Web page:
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THE ROAD CHOSEN: The Story of Lem Wong
Lem Wong's Cafe

Putting Down Roots with Entrepreneurial Vigour

Lem Wong came to Canada at the turn of the last century. He started his new life here scrubbing shirt collars. Fifty years later he was working behind the cash register of his own restaurant he'd opened in London, Ontario. Some would say that's not much of a journey, but Lem's success was measured by his character and his love for his family. He laid the foundation for a new generation.

Chinese immigrants at the time of Lem's arrival in Canada brought distinctive cultural values. Society in China functioned according to Confucian principles, emphasizing family ties and hard work above all else. The Chinese also came from a culture where the business economy had flourished for centuries and where many people achieved success through education and individual enterprise. So Chinese Canadian immigrants brought to their new homeland a sense for the free-market practices of business. As it happened, these beliefs and economic principles were also fundamental to North American society. The Chinese came to the New World prepared to work hard so their families would prosper(1).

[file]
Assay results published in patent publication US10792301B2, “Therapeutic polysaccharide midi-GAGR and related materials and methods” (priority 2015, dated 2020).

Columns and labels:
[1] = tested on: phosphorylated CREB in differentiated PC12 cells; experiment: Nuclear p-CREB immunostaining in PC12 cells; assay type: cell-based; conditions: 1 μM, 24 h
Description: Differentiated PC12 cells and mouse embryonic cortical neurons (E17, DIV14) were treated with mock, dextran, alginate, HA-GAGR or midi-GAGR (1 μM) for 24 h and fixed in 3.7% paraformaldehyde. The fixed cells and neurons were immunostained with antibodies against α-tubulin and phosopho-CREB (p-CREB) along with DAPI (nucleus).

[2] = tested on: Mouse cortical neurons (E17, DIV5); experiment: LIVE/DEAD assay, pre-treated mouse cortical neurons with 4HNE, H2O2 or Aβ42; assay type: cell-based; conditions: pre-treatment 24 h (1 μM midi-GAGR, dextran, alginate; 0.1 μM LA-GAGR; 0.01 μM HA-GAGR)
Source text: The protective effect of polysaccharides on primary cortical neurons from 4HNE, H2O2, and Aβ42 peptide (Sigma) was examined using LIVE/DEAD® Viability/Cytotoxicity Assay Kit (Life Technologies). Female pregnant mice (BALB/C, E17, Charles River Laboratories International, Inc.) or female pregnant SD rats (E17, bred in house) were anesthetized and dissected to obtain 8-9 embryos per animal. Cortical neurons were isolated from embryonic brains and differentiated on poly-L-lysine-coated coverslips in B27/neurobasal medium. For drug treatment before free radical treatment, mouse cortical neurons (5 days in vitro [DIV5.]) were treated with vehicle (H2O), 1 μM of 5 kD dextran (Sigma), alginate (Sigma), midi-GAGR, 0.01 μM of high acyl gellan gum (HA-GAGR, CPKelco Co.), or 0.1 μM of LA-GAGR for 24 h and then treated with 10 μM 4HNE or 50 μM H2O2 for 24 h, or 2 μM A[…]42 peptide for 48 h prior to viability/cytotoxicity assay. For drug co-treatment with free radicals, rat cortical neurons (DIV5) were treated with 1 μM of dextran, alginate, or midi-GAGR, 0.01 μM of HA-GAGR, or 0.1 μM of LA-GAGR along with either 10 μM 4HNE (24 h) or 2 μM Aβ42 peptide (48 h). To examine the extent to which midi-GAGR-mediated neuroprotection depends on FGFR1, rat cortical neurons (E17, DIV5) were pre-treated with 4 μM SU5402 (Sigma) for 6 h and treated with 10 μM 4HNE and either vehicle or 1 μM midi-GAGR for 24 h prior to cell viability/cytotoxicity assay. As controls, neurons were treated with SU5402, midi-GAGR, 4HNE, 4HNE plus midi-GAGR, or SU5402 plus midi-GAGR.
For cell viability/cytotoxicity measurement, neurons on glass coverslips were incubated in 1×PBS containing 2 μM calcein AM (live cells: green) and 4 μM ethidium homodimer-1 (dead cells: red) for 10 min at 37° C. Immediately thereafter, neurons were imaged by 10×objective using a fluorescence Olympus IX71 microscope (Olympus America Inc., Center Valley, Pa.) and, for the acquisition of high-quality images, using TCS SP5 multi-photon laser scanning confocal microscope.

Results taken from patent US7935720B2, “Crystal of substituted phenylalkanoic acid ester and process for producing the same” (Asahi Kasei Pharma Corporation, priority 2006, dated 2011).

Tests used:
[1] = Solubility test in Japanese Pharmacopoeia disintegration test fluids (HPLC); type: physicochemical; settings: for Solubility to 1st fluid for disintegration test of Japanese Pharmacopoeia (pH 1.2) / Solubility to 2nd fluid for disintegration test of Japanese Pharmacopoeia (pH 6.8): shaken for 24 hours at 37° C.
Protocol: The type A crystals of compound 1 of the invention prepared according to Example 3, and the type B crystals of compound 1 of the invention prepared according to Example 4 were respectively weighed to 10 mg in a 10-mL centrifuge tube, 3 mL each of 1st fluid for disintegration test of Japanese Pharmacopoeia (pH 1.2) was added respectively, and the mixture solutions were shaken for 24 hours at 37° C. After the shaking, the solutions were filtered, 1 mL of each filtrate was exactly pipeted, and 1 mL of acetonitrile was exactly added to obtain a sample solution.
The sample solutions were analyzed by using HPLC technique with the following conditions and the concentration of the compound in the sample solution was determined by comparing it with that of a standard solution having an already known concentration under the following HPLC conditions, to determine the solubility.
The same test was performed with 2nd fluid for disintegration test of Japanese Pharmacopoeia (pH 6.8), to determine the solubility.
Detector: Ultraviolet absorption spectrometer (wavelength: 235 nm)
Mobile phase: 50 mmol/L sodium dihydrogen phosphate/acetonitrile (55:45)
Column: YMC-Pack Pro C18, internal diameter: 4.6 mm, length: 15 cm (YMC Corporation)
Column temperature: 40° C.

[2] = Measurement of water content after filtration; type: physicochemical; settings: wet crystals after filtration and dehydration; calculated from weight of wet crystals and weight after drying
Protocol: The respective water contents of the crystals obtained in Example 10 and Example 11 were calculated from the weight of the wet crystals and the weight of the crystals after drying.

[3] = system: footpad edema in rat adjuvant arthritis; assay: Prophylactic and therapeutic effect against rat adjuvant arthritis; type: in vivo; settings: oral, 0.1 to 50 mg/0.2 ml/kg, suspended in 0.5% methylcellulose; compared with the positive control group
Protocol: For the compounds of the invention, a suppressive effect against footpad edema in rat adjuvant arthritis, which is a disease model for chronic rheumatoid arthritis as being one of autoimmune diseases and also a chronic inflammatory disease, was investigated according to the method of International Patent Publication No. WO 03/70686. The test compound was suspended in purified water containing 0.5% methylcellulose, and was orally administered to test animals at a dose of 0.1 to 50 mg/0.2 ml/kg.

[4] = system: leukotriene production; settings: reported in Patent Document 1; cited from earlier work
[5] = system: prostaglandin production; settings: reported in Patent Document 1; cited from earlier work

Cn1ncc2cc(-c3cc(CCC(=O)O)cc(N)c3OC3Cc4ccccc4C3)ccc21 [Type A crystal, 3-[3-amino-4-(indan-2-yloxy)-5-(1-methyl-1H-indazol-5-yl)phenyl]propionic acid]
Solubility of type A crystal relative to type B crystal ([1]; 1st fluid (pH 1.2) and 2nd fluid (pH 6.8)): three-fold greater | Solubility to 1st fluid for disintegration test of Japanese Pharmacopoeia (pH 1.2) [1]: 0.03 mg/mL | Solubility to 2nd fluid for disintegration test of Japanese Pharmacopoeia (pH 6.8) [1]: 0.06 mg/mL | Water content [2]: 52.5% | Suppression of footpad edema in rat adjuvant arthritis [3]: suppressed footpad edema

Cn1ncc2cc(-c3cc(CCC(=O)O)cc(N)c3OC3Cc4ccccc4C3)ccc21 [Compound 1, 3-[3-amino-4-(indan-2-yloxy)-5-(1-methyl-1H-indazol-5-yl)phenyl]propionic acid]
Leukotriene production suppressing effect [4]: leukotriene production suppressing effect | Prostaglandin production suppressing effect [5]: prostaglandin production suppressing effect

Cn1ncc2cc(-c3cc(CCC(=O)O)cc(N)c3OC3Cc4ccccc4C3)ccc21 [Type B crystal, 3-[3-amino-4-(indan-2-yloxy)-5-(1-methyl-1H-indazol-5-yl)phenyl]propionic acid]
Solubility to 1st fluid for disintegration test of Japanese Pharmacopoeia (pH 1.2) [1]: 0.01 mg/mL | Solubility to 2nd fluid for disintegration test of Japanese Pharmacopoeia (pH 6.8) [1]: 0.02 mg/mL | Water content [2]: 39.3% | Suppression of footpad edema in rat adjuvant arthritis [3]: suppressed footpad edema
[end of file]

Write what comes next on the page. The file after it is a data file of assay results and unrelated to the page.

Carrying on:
After working five years as a laundryman - fourteen hours a day for only four dollars a week- Lem Wong had saved up enough money for one round trip ticket to China. He went home to find a wife and then returned to Canada. Lem had wanted to bring his wife back with him, but couldn't afford the $500 head tax.

The only way he could bring Toye Wong, his new bride, to Canada was to establish himself as a merchant. To be a merchant Lem had to be selling goods over the counter. Unfortunately, the laundry trade that Lem knew so well didn't qualify. Undaunted, Lem opened a poultry store. When that failed he finally satisfied the letter of the law with a fruit and vegetable store.

Many immigrants of the time were doing the same sort of thing in setting up shop. As large numbers of immigrant communities grew in Canada there came a demand for food and services traditional to their homelands. This provided the ideal opportunity for the immigrant entrepreneur of a laundry, a food specialty shop or a restaurant. These ventures did not require much start-up capital, new language skills or special training. And a community's consumer nostalgia was a fair guarantee for steady business(2).


Even today, while it is a generalization to say that Asian immigrants are inclined to be entrepreneurs, the 1991 Census found that immigrants from China are more likely than other immigrant and Canadian born counterparts to be self-employed(3).

Back in 1914, Lem and his entrepreneurial efforts left the laundry trade for an attempt at an entirely new business. He opened a restaurant in London, Ontario and called it Wong's Cafe. "There were linen tablecloths on the tables, silver cutlery, teapots, cream and sugar, things like that, and finger bowls," Lem's daughter, Gretta, remembers. "The waiters all went to New York to train, to hold the trays over their heads so that they could carry everything and put them on the tables. That was the heyday of the restaurant.".